Just when you think 2023 couldn’t deliver any more top-quality video games, a game like Potion Craft: Alchemist Simulator drops out of nowhere. Released on Xbox and PC late last year, it is now the turn of Nintendo Switch to receive its very own version and I have to say it’s definitely been worth the extra wait.
You take on the role of an alchemist who happens upon an abandoned alchemy studio. A quick spruce up of the place and you’re ready to go, serving the area’s many inhabitants, some with interesting stories to tell, others merely after a specific concoction and willing to pay good coin to get it.
Every day will see you awaken, your garden rich with new herbs, mushrooms and other mysterious-looking wildlife ready to pluck and add to your inventory. Passing merchants will even offer you chances to pick up some rarer ingredients from time to time too. From there you’ll need to deal with a line-up of customers looking for potions that may heal their wounds, put out a fire or assist in more nefarious ways. This then falls to you to mix together bottles of elixir that meet their needs.
The actual process of mixing potions together isn’t merely a case of tossing ingredients into the cauldron and hoping for the best though, instead think of it more as a puzzle of sorts. Let me explain. When crafting a potion, you’ll see a map filled with experience-granting boosts, potion-stopping skulls and new potion types. Every ingredient has a pre-determined path it will take on the map with your goal being to use the right combinations to direct yourself through the bad obstacles and ultimately wind up on a new potion recipe. Mashing up ingredients in your pestle and mortar can extend the length of an ingredient’s route while adding water will rewind your bottle’s movement perhaps to a more beneficial position. It’s an unexpected mechanic and one I found myself truly enjoying, managing my ingredients whilst exploring further along the map in hopes of yielding a new potion. Once you’ve nabbed yourself a new recipe, you’re able to add it to your recipe book thus removing the need to repeat this process over and over.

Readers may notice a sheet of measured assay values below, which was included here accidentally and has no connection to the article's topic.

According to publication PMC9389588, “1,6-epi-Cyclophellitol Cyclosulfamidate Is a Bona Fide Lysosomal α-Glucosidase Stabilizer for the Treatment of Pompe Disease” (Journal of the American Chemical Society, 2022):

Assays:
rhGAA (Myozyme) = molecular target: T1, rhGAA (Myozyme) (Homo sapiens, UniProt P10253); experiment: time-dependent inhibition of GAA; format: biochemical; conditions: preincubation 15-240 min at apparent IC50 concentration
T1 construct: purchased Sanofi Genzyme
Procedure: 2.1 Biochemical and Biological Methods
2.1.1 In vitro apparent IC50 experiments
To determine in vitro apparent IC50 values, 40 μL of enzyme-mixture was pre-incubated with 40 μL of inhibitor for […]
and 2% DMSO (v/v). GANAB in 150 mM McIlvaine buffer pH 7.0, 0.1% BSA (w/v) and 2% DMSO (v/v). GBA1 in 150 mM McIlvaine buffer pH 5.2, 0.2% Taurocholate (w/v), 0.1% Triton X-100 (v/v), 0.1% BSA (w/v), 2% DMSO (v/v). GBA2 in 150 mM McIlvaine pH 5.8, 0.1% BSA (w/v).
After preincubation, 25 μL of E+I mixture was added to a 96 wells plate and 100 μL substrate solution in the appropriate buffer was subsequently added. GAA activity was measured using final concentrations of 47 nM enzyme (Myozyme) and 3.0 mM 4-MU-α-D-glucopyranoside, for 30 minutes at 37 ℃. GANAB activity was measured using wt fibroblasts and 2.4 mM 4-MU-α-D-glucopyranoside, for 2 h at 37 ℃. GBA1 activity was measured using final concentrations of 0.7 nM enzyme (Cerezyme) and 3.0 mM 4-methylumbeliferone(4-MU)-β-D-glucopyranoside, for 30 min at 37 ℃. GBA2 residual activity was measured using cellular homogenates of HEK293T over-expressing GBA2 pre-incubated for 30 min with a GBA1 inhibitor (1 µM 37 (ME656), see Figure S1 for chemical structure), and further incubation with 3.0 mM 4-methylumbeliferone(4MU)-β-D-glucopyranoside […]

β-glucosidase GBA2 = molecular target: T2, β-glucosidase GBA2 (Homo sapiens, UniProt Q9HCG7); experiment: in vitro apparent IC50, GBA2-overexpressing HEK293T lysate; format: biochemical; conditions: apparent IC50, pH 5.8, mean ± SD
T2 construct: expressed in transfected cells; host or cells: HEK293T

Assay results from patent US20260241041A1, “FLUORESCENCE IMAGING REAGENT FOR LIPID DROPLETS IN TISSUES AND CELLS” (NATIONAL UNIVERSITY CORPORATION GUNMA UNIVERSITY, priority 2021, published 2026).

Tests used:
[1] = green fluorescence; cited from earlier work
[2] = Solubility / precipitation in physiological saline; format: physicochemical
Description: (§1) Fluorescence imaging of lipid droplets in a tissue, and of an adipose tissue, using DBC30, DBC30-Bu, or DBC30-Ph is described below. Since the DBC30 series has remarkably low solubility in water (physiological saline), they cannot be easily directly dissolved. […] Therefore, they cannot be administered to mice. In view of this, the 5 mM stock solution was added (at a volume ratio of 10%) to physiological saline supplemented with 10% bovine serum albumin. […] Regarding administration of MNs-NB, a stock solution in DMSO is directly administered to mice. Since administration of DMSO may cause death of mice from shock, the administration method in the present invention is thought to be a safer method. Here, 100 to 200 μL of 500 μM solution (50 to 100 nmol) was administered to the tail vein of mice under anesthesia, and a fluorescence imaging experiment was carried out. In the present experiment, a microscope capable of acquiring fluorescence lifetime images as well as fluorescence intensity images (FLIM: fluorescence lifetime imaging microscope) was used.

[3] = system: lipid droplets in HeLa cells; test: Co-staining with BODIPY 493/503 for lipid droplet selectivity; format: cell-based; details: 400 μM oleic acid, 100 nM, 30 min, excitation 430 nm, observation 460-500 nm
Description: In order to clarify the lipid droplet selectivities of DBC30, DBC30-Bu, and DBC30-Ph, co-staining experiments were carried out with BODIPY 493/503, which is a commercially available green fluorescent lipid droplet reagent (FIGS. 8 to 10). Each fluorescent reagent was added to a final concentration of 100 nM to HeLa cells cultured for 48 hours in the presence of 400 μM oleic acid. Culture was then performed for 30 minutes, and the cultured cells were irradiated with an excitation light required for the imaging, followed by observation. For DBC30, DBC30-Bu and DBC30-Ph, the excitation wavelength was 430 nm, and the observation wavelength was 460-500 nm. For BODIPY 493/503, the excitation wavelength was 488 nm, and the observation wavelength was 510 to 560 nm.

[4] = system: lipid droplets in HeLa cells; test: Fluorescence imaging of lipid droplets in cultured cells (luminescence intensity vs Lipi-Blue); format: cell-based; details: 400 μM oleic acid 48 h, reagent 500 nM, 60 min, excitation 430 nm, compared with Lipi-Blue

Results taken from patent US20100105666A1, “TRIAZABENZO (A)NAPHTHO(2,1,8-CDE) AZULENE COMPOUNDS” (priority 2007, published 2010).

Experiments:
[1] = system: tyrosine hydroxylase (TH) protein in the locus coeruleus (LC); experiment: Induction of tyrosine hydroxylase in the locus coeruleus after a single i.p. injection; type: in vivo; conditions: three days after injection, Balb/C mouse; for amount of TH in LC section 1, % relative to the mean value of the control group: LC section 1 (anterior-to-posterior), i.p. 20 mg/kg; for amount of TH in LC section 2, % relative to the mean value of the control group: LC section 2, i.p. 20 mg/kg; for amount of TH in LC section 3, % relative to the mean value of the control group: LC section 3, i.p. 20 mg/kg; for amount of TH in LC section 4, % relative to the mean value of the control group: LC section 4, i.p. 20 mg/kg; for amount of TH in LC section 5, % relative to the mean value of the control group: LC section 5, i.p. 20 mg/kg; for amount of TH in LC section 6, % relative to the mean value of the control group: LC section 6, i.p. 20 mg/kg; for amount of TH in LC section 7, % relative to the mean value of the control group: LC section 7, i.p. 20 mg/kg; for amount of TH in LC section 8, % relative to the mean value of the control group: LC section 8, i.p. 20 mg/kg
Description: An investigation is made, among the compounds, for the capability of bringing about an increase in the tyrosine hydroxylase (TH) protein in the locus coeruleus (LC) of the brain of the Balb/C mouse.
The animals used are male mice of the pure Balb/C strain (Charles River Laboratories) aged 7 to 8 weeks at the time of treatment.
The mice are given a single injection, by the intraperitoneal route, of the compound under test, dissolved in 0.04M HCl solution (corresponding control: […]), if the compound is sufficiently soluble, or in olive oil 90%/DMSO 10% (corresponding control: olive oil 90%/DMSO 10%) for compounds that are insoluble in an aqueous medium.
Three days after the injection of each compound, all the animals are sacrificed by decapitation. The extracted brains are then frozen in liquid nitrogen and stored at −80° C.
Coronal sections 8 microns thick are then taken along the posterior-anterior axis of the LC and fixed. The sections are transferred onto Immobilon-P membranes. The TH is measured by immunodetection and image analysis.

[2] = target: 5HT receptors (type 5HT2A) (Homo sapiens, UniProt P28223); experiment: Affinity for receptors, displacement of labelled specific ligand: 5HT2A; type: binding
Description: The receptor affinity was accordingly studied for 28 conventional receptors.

The more customers you successfully serve the more cash you’ll rake in along with giving yourself a reputation boost unlocking extra perks and more ingredients. It’s a loop that day to day kept me coming back eager to see what my next potion’s effect might be or how much money I might bring in. A dense list of tasks and goals meanwhile offered a satisfying sense of progression along my journey to being a master alchemist, checking off boxes fast and easy to begin before things started to slow as the challenges grew in complexity.
There’s a very chilled vibe to everything about Potion Craft though, thanks to the game’s lack of any time limits, real punishments and really granting the player the opportunity to do as they please whether that’s simply crafting the most basic of potions and earning yourself some coins here and there, or working your through its long list of tasks and levelling up through experience. Perhaps the game’s most active mechanic is used for haggling, players required to stop a moving target multiple times to sweet talk their way to some extra coin. Even if you fail through the art of chatter though, the penalty isn’t exactly severe, merely a blown chance at raising your price.
Rather than opting for a full 3D presentation (like so many other simulators out there), Potion Craft instead takes on the look of older European manuscripts and paintings complete with an aged paper background. Quite simply, it’s striking and gives the game a unique look and relaxing vibe, the gentle folk tunes only serving to immerse you further into its world.
Dropping on the Nintendo eShop seemingly out of nowhere, Potion Craft: Alchemist Simulator is a delightfully pleasant surprise, packed with charm and whose balance between friendly customer haggling and experimental potion mixing craft a truly relaxing way to close out an already excellent year on Nintendo Switch.
Version Tested: Nintendo Switch
Review copy provided by tinyBuild